Slight movement towards sanity from Government on Peak Oil
The link is to the minutes of the European Committee C on Higher Oil Prices. A rare moment of almost sense on the issue of Peak Oil from government Minister Mike O Brien This is from columns 11 and 12.Steve Webb: As this is a helpful forum in which to have a measured question and answer session, rather than the frustrating soundbites that we get during questions in the Chamber, it is good to take the opportunity to raise a second issue. If I say the words “peak” and “oil” in the same sentence, people may have glazed expressions and there might be some concern about where I am heading, but I wonder whether the Minister could tell us the Government’s position on the first report—I was given it yesterday, but I do not know whether it is newly published—of the UK industry taskforce on peak oil and energy security? Serious organisations are involved in it, including one of the big six energy companies. It will take me just a moment to clarify my question, if you will allow me to do so, Mr. Taylor.
The simplistic argument is that oil output is going to peak—of course it is at some point—and it is suggested that supply and demand indicate that when it gets more expensive, new fields will be found and marginal fields will be explored, so people ask what is the substance of this peak oil argument. However, let us consider the contention, which is being taken increasing seriously, that we might reach peak capacity much sooner than the industry balance sheets would have us believe or, perhaps, national Governments are prepared for. What is the Government’s attitude to that developing theory, which was once regarded as extreme and heretical, but is now coming more into the mainstream? Is there anything in it, as far as the Government are concerned, or is just for the birds?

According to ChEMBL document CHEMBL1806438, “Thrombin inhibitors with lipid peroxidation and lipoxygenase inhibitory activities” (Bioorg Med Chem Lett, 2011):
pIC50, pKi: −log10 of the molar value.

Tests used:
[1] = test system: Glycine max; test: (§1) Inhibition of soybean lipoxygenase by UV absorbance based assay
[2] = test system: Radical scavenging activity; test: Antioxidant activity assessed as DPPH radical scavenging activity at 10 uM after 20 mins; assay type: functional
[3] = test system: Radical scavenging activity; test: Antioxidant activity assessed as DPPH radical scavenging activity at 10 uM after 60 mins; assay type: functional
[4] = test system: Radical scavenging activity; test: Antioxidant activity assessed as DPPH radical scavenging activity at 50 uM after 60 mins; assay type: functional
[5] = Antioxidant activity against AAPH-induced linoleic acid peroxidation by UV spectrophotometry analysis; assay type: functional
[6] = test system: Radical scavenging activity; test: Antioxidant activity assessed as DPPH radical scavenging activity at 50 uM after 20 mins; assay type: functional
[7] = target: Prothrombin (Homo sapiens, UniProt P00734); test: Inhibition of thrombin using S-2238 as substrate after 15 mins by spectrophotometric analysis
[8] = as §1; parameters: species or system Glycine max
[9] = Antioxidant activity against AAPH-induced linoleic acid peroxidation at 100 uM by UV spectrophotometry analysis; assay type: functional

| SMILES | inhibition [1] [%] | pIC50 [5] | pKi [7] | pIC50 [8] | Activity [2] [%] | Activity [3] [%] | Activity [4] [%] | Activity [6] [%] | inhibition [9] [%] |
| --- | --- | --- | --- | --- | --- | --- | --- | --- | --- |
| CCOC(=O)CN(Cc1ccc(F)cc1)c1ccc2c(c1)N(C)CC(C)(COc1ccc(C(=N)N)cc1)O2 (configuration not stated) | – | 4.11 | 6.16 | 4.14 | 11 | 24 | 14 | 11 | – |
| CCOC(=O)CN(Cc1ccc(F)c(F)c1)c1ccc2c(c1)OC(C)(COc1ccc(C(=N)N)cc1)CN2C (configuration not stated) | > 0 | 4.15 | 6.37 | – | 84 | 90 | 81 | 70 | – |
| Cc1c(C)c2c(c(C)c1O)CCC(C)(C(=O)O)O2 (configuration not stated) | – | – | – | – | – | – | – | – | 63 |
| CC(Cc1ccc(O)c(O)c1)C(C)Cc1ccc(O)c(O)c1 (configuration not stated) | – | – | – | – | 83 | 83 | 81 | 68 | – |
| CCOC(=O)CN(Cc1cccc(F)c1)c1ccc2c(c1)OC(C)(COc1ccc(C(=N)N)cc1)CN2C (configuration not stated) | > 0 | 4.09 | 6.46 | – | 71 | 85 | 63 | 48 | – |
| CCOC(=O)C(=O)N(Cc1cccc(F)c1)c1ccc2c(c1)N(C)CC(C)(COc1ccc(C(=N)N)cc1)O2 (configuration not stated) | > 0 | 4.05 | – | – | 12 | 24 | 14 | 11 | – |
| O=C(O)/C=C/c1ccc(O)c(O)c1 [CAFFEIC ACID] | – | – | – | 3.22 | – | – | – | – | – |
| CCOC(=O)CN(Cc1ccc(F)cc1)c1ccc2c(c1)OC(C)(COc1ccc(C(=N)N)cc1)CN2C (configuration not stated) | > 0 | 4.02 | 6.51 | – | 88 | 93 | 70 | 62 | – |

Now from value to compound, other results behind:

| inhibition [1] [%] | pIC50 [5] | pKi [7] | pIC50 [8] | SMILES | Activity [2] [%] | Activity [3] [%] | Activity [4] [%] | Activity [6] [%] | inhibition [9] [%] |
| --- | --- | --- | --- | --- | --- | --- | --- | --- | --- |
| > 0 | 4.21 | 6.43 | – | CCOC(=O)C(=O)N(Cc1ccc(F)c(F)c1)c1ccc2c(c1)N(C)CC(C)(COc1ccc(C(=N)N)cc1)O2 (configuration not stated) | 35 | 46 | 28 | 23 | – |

Mr. O'Brien: I would not go so far as to suggest that it is, as the hon. Gentleman says, for the birds. We need to look at how the oil market is operating. I made the point earlier that there were some structural issues in relation to the oil market. Some of the new oil sources and reservoirs, in particular, tend to be smaller and do not come on so often. We know that there are substantial reserves of oil and gas in the world that can keep us supplied for decades to come. Whether we will be at a particular point of peak—and, if we are, how much Column number: 13that matters—depends on various factors. Peaks only matter if there is a sharp drop after them. I do not think that we are likely to see the sort of peak after which we get such a sharp drop. We do not really know quite where the peak is.
There is, to some extent, a lack of information in this market. We do not know where all the oil reserves are and we constantly discover more. It is difficult to predict whether we have got to some peak and whether we will not get to another one a few years later. Additionally, in some parts of the market, there is a lack of open information. Some countries choose not to disclose information and, in one or two cases, if they did so, it would not necessarily be terribly reliable. Gauging the peak is not easy or straightforward. I am not convinced that I have a straightforward answer to the hon. Gentleman’s question regarding whether it would matter, although I suspect that it probably would not matter a great deal.
Where the government miss the point is that once oil production has peaked it will not exceed the peak and hence consumption will be forced down. So far we have an unmanaged process with economic destruction causing a reduction in demand. We could do this a few more times, but it really isn't the best way forwards.